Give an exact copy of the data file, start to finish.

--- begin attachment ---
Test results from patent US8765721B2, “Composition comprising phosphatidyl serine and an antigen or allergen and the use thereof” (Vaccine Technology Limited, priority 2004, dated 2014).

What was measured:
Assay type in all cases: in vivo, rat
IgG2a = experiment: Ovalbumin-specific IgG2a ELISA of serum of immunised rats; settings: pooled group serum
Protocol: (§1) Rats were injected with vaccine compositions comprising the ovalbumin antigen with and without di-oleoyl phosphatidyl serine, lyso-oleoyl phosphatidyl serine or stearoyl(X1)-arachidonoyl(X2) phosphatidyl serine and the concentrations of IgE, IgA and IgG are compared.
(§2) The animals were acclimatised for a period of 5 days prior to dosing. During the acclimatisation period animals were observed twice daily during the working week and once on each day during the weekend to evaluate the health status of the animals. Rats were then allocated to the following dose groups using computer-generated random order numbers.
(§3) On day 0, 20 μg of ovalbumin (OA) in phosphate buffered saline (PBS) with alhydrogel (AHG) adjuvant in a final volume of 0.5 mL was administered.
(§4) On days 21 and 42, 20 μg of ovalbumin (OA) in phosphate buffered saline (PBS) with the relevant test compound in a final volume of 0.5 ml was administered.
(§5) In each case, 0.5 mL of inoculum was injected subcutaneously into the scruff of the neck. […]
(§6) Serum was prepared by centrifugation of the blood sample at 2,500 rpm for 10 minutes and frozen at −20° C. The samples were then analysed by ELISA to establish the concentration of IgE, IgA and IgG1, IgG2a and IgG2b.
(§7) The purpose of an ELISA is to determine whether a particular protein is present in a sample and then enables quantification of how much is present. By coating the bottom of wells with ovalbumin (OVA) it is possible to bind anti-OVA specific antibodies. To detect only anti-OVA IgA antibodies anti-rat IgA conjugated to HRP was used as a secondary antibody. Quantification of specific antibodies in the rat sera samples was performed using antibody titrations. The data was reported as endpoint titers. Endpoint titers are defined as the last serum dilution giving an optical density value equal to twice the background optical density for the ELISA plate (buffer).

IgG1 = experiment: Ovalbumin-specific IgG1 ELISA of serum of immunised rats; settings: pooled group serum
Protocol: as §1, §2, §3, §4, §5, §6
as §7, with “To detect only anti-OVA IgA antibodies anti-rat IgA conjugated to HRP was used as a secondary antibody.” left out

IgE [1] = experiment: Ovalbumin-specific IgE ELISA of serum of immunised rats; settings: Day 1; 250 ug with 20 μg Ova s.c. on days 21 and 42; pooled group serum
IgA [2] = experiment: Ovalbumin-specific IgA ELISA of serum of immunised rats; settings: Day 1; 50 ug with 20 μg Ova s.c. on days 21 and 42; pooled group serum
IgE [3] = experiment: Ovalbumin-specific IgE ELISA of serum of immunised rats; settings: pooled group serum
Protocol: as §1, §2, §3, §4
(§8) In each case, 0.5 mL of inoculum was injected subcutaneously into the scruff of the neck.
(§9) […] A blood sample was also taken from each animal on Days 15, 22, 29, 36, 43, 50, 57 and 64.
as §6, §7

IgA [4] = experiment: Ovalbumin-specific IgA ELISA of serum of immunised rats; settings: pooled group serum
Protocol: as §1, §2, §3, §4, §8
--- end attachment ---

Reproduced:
Test results from patent US8765721B2, “Composition comprising phosphatidyl serine and an antigen or allergen and the use thereof” (Vaccine Technology Limited, priority 2004, dated 2014).

What was measured:
Assay type in all cases: in vivo, rat
IgG2a = experiment: Ovalbumin-specific IgG2a ELISA of serum of immunised rats; settings: pooled group serum
Protocol: (§1) Rats were injected with vaccine compositions comprising the ovalbumin antigen with and without di-oleoyl phosphatidyl serine, lyso-oleoyl phosphatidyl serine or stearoyl(X1)-arachidonoyl(X2) phosphatidyl serine and the concentrations of IgE, IgA and IgG are compared.
(§2) The animals were acclimatised for a period of 5 days prior to dosing. During the acclimatisation period animals were observed twice daily during the working week and once on each day during the weekend to evaluate the health status of the animals. Rats were then allocated to the following dose groups using computer-generated random order numbers.
(§3) On day 0, 20 μg of ovalbumin (OA) in phosphate buffered saline (PBS) with alhydrogel (AHG) adjuvant in a final volume of 0.5 mL was administered.
(§4) On days 21 and 42, 20 μg of ovalbumin (OA) in phosphate buffered saline (PBS) with the relevant test compound in a final volume of 0.5 ml was administered.
(§5) In each case, 0.5 mL of inoculum was injected subcutaneously into the scruff of the neck. […]
(§6) Serum was prepared by centrifugation of the blood sample at 2,500 rpm for 10 minutes and frozen at −20° C. The samples were then analysed by ELISA to establish the concentration of IgE, IgA and IgG1, IgG2a and IgG2b.
(§7) The purpose of an ELISA is to determine whether a particular protein is present in a sample and then enables quantification of how much is present. By coating the bottom of wells with ovalbumin (OVA) it is possible to bind anti-OVA specific antibodies. To detect only anti-OVA IgA antibodies anti-rat IgA conjugated to HRP was used as a secondary antibody. Quantification of specific antibodies in the rat sera samples was performed using antibody titrations. The data was reported as endpoint titers. Endpoint titers are defined as the last serum dilution giving an optical density value equal to twice the background optical density for the ELISA plate (buffer).

IgG1 = experiment: Ovalbumin-specific IgG1 ELISA of serum of immunised rats; settings: pooled group serum
Protocol: as §1, §2, §3, §4, §5, §6
as §7, with “To detect only anti-OVA IgA antibodies anti-rat IgA conjugated to HRP was used as a secondary antibody.” left out

IgE [1] = experiment: Ovalbumin-specific IgE ELISA of serum of immunised rats; settings: Day 1; 250 ug with 20 μg Ova s.c. on days 21 and 42; pooled group serum
IgA [2] = experiment: Ovalbumin-specific IgA ELISA of serum of immunised rats; settings: Day 1; 50 ug with 20 μg Ova s.c. on days 21 and 42; pooled group serum
IgE [3] = experiment: Ovalbumin-specific IgE ELISA of serum of immunised rats; settings: pooled group serum
Protocol: as §1, §2, §3, §4
(§8) In each case, 0.5 mL of inoculum was injected subcutaneously into the scruff of the neck.
(§9) […] A blood sample was also taken from each animal on Days 15, 22, 29, 36, 43, 50, 57 and 64.
as §6, §7

IgA [4] = experiment: Ovalbumin-specific IgA ELISA of serum of immunised rats; settings: pooled group serum
Protocol: as §1, §2, §3, §4, §8